With perennial world all-around champ Stetson Wright sitting out another six months, a couple of young headers have risen to the top of the PRCA’s all-around standings.
Leading the charge is defending College National Finals Rodeo (CNFR) header Slade Wood of New Ulm, Texas. The 21-year-old, who won the national championship last year as a freshman for Southwest Texas Junior College (with Logan Moore), also currently sits fourth in the world in the steer roping. He’s a two-time National Finals Steer Roping qualifier already, after claiming the 2020 Resistol All-Around and Steer Roping Rookie of the Year titles.
“I’ve got almost $20,000 won in the tripping now, so I’ll go to those, and I’ll try to make the Texas Circuit Finals again in the heading,” said Wood.
He’s been turning steers for Moore and fellow tripper Thomas Smith, plus could possibly head a few for Gage Williams this summer. In the meantime, he’s back to school in Uvalde, Texas, hoping for a return trip to the 2024 CNFR with Moore. The sophomore criminal justice major has two steer horses and two head horses (one of which he also trips on).
Just a couple thousand bucks behind him is South Dakota’s Bodie Mattson, also 21, who placed fourth in the 2023 CNFR tie-down roping after he and former CNFR champ Carson Johnson went out in the first round of team roping. This fall, Mattson stomped the Open ropers at the Wrangler Team Roping Championships but is also currently ranked 11th in the world in the tie-down roping.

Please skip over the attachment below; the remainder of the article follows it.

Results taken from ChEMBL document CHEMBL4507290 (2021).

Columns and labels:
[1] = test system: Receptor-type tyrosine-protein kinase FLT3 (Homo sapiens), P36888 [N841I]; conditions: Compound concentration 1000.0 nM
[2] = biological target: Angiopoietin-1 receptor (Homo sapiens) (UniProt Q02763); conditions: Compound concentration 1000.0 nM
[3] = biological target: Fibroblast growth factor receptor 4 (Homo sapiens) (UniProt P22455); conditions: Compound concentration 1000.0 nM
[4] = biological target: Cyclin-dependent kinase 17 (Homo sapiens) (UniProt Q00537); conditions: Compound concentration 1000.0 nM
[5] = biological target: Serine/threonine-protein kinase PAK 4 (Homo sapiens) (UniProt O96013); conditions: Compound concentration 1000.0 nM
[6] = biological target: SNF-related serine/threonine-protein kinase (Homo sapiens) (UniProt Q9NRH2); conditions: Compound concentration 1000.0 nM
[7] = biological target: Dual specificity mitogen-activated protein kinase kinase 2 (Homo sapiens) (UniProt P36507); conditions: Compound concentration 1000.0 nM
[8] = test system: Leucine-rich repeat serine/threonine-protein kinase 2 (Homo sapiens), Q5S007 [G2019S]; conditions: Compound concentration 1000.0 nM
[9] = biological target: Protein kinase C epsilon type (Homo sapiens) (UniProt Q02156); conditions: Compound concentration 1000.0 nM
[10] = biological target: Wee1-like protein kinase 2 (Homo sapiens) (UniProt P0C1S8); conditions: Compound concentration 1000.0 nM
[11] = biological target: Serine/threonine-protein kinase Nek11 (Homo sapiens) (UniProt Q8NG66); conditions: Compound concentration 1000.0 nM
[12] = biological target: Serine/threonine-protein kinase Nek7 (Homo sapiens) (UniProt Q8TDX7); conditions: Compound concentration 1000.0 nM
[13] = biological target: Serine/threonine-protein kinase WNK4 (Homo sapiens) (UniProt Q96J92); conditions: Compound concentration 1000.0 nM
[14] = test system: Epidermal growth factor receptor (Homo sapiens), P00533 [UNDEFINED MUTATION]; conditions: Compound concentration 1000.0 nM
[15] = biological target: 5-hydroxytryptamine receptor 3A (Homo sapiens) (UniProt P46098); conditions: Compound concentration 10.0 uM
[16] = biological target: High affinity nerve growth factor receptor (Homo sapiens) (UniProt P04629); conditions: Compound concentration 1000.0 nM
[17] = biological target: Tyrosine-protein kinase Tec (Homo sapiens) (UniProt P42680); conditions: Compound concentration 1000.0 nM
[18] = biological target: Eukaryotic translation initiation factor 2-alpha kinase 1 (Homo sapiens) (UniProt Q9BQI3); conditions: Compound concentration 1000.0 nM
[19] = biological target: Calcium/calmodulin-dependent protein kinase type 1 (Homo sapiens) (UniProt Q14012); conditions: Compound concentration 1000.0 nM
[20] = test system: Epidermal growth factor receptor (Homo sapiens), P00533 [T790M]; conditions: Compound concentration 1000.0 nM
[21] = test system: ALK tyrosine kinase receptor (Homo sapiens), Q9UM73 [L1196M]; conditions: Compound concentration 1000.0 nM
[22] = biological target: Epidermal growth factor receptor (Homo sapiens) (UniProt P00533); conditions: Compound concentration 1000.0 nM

“I’ll see how the winter goes, but I’m planning to go more than last year,” said Mattson, a senior now at the University of Wyoming also hoping for a return trip to the CNFR, this time with Troupe Coors.
Mattson is fresh off winning the year-end tie-down and all-around titles in the Badlands Circuit and also made the RAM National Circuit Finals in the team roping with fellow South Dakotan Cash Hetzel. Mattson’s head horse, Let R Buck Pendleton, was named Badlands Head Horse of the Year. Bodie’s dad, Jay Mattson, had also trained Banker, the sorrel gelding that Trevor Brazile bought and rode to win the BFI.
“People have been on me to be out there going, with Stetson out,” said Mattson, who will graduate this spring with double bachelor’s degrees in marketing and business management. “Depending on what we get done this winter, I’ve talked to my coach about possibly flying back for college rodeos from the California run.”
The pair of college boys will likely face stiff competition in the all-around race this season from the third-ranked guy–former NFR Average Champion Heeler Paden Bray, who’s earned more 2024 paychecks roping calves than he has heeling.